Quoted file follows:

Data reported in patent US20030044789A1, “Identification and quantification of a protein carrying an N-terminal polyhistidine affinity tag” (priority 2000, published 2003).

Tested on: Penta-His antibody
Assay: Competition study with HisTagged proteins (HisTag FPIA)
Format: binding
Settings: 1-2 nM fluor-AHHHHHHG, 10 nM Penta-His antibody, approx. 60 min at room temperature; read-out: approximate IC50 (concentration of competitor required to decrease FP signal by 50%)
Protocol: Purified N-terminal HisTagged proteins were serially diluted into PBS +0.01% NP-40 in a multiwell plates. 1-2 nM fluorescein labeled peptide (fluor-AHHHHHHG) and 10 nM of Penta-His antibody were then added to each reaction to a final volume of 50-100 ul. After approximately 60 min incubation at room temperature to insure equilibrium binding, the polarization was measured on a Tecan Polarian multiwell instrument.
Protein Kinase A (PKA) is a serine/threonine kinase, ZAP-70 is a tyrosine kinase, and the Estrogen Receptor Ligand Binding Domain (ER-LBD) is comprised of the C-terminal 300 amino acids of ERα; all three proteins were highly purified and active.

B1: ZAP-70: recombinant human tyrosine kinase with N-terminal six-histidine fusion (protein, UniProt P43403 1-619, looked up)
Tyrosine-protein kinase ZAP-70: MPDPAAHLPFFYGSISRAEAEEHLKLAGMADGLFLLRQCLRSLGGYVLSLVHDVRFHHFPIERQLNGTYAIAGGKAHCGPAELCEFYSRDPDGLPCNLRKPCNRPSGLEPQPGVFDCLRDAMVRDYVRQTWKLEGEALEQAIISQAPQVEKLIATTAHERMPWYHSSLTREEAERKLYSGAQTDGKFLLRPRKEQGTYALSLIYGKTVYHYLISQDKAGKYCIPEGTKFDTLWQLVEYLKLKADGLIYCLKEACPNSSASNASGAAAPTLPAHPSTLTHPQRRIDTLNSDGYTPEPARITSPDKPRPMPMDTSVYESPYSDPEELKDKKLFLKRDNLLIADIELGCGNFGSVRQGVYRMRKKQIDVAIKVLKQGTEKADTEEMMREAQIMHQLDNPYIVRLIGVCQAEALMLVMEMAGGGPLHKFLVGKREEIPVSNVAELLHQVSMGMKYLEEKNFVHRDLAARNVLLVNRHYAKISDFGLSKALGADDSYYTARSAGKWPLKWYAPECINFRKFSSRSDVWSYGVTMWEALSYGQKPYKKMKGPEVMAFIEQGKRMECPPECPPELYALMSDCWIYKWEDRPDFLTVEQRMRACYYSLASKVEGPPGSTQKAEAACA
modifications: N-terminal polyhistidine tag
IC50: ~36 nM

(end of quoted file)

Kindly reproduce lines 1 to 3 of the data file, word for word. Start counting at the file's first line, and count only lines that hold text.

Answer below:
Data reported in patent US20030044789A1, “Identification and quantification of a protein carrying an N-terminal polyhistidine affinity tag” (priority 2000, published 2003).

Tested on: Penta-His antibody
Assay: Competition study with HisTagged proteins (HisTag FPIA)